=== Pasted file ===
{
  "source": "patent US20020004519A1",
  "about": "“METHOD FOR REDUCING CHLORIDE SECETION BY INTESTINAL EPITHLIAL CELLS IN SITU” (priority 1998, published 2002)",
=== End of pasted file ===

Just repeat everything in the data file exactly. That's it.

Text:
{
  "source": "patent US20020004519A1",
  "about": "“METHOD FOR REDUCING CHLORIDE SECETION BY INTESTINAL EPITHLIAL CELLS IN SITU” (priority 1998, published 2002)",